If quality rather than strictly quantity is your goal, then you need to be aware that at least historically the first half of May offers the best chance of good hay making weather we’ll have before mid- to late-June. I’ve come to the conclusion that rather than relying on the weather forecasters you have an equally good chance and maybe even a better chance of predicting the possibility of rainfall or poor hay making weather in your location if you examine the national weather maps and look for patterns indicating a chance for good weather. We’ve become so dependent on what the weather forecaster has to say that we tend to ignore our own brain’s ability to interpret the weather maps and create our own forecast.

So what happens if you have hay making weather and you decide to harvest your hay early? Remember that as the grass or legume crop goes from vegetative growth into the reproductive stages, yield, fiber components, and lignin increase and crude protein, digestibility, and palatability (intake) go down. The closer the crop gets to flowering the more rapid the decline in quality and the more difficult it can be to make quality hay. In part, this is because as tonnage per acre increases, the time it takes to dry the hay increases. Hay left in the field for longer periods also increases the risk that it will be rained on and cause even further declines in hay quality.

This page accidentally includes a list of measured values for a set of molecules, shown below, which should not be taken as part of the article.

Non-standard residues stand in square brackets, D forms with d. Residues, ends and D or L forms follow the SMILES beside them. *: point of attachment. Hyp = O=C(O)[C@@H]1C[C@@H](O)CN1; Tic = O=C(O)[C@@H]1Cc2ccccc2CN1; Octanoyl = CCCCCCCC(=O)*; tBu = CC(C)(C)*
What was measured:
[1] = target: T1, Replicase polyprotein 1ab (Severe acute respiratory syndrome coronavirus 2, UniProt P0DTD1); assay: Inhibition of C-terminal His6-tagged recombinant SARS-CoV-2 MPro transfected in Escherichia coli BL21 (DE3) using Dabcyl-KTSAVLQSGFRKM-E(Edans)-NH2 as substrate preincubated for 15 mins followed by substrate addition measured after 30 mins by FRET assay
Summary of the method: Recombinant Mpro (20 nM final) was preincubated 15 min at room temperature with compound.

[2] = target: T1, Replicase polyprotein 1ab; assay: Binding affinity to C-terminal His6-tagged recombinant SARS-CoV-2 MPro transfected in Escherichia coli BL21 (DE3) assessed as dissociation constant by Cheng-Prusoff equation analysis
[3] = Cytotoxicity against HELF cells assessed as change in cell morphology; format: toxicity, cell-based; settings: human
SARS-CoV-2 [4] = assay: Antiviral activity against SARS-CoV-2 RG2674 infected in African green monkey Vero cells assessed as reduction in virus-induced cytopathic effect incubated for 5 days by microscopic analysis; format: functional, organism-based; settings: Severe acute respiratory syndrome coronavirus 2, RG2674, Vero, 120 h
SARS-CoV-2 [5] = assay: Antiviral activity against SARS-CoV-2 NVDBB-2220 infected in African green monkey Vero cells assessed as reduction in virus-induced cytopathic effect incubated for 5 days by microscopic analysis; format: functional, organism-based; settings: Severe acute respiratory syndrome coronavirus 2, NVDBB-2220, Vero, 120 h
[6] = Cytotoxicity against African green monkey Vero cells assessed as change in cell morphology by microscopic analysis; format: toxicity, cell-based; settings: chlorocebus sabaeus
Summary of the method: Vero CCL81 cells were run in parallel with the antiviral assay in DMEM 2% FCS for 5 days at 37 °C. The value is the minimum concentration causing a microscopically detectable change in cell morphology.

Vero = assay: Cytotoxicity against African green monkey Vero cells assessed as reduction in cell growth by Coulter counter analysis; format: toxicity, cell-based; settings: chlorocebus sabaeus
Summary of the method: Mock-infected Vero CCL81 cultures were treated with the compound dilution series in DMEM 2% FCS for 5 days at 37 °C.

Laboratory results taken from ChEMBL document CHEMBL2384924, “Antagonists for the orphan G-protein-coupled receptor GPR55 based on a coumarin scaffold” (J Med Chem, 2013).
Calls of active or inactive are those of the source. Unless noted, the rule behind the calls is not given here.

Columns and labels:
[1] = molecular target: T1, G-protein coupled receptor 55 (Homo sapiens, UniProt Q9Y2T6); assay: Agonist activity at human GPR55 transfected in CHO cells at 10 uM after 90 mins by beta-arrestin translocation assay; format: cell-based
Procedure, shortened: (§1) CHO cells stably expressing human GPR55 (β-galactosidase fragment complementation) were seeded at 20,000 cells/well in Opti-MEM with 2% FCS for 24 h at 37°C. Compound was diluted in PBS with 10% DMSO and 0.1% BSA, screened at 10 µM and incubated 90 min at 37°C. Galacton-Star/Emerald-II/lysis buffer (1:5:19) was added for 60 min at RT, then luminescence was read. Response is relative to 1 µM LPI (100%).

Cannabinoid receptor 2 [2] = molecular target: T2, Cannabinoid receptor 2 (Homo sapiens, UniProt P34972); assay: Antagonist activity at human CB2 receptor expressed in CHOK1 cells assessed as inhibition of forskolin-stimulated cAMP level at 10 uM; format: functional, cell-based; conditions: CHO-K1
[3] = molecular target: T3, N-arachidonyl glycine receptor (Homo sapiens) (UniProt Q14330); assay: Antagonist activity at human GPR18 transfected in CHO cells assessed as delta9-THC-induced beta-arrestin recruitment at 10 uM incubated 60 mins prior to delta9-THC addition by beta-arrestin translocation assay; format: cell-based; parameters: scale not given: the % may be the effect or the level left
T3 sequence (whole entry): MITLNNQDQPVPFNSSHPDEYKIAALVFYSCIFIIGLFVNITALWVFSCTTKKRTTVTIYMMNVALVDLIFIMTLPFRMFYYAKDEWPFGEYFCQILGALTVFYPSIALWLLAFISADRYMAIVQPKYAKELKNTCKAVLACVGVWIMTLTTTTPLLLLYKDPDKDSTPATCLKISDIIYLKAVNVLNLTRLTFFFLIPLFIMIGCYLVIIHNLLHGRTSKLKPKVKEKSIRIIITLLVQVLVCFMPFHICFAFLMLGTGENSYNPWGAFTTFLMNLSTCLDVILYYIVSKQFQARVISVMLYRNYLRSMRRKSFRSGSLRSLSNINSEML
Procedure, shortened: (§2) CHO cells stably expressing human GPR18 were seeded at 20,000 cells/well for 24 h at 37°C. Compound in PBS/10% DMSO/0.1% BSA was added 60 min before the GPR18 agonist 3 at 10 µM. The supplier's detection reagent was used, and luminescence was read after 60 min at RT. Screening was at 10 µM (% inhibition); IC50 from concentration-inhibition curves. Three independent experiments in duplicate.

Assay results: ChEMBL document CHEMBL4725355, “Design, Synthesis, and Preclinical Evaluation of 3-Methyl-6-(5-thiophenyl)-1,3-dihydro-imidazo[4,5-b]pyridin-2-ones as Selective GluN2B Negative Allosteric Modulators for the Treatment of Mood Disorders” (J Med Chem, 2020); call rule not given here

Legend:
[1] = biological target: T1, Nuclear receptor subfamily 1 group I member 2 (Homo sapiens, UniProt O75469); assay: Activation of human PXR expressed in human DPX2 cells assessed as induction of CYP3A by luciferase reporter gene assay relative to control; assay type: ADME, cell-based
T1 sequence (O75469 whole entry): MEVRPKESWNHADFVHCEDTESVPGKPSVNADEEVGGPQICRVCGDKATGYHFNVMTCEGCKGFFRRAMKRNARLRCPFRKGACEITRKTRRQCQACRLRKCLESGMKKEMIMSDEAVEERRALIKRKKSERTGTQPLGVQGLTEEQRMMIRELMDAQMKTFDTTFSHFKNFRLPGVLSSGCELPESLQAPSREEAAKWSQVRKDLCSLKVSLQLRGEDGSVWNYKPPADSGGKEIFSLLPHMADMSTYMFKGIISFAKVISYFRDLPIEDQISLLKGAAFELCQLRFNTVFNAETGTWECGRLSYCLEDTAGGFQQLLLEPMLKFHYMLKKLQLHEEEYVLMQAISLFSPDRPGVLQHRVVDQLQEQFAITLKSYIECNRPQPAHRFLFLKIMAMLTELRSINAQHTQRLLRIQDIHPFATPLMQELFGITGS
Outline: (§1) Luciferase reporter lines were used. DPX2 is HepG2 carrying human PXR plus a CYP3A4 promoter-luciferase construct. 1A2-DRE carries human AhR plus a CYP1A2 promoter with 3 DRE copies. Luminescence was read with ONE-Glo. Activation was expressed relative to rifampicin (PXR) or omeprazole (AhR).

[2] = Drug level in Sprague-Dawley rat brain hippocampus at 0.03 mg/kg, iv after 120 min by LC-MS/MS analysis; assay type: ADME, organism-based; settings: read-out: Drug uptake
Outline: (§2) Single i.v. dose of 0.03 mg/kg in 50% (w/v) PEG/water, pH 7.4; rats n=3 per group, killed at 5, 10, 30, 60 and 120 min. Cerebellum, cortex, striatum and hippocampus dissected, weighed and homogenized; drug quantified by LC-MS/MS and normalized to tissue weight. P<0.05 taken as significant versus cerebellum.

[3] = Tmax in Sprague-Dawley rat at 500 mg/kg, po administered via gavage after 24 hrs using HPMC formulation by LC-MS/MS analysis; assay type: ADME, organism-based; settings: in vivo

Perhaps the easiest crop to make the timing decision on is alfalfa since it is often near the ideal stage for harvest in early to mid-May in most years. We already make use of early harvesting on alfalfa if we find that alfalfa weevil is becoming a problem since the early harvest often solves the problem. In addition, alfalfa tonnage can rapidly increase with a delay in harvest and cause all kinds of drying problems.

A more difficult decision surrounds many of the grass hays that we use. Orchardgrass although it may have some seed heads visible is not approaching its maximum yield potential yet. Early harvest with this crop will result in excellent quality hay (if not rained on) but yields will be low. The second harvest will be heavier than normal and many of the side, younger tillers of the plants will produce seed heads, boosting yield and making the second harvest appearance more like the first harvest. Depending on the time of harvest for the second cutting, the quality may be a little below that of the traditional second cutting orchardgrass but should still be very good. The total tonnage of the two harvests when the first one is taken very early will not be as high as that for the typical almost mature late first cutting and leafy second cutting system.